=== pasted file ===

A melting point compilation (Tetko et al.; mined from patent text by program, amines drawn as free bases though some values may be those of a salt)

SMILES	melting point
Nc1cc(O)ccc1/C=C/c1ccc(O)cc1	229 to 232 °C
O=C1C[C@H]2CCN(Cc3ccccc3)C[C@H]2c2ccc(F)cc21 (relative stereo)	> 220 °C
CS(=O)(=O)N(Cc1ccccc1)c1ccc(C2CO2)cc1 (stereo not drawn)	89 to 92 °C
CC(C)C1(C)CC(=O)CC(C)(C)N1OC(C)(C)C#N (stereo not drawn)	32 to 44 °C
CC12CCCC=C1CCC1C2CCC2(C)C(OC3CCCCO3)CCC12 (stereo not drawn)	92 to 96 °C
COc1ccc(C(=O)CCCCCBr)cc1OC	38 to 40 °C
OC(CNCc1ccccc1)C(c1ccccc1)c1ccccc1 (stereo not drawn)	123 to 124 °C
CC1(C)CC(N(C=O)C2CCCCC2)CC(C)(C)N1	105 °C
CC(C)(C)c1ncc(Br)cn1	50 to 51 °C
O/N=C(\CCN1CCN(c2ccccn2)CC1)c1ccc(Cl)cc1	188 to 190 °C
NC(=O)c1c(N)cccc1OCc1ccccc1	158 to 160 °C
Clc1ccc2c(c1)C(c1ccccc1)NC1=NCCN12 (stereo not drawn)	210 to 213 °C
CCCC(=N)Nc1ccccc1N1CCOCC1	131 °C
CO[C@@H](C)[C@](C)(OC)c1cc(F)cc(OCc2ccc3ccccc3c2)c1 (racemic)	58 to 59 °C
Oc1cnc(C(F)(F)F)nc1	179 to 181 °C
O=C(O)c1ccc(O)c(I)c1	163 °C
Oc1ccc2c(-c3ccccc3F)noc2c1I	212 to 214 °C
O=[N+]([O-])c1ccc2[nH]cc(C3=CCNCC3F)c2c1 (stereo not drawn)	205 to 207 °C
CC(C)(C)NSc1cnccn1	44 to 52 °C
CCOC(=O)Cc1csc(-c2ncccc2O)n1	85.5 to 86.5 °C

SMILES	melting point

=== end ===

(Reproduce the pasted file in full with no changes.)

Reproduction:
A melting point compilation (Tetko et al.; mined from patent text by program, amines drawn as free bases though some values may be those of a salt)

SMILES	melting point
Nc1cc(O)ccc1/C=C/c1ccc(O)cc1	229 to 232 °C
O=C1C[C@H]2CCN(Cc3ccccc3)C[C@H]2c2ccc(F)cc21 (relative stereo)	> 220 °C
CS(=O)(=O)N(Cc1ccccc1)c1ccc(C2CO2)cc1 (stereo not drawn)	89 to 92 °C
CC(C)C1(C)CC(=O)CC(C)(C)N1OC(C)(C)C#N (stereo not drawn)	32 to 44 °C
CC12CCCC=C1CCC1C2CCC2(C)C(OC3CCCCO3)CCC12 (stereo not drawn)	92 to 96 °C
COc1ccc(C(=O)CCCCCBr)cc1OC	38 to 40 °C
OC(CNCc1ccccc1)C(c1ccccc1)c1ccccc1 (stereo not drawn)	123 to 124 °C
CC1(C)CC(N(C=O)C2CCCCC2)CC(C)(C)N1	105 °C
CC(C)(C)c1ncc(Br)cn1	50 to 51 °C
O/N=C(\CCN1CCN(c2ccccn2)CC1)c1ccc(Cl)cc1	188 to 190 °C
NC(=O)c1c(N)cccc1OCc1ccccc1	158 to 160 °C
Clc1ccc2c(c1)C(c1ccccc1)NC1=NCCN12 (stereo not drawn)	210 to 213 °C
CCCC(=N)Nc1ccccc1N1CCOCC1	131 °C
CO[C@@H](C)[C@](C)(OC)c1cc(F)cc(OCc2ccc3ccccc3c2)c1 (racemic)	58 to 59 °C
Oc1cnc(C(F)(F)F)nc1	179 to 181 °C
O=C(O)c1ccc(O)c(I)c1	163 °C
Oc1ccc2c(-c3ccccc3F)noc2c1I	212 to 214 °C
O=[N+]([O-])c1ccc2[nH]cc(C3=CCNCC3F)c2c1 (stereo not drawn)	205 to 207 °C
CC(C)(C)NSc1cnccn1	44 to 52 °C
CCOC(=O)Cc1csc(-c2ncccc2O)n1	85.5 to 86.5 °C

SMILES	melting point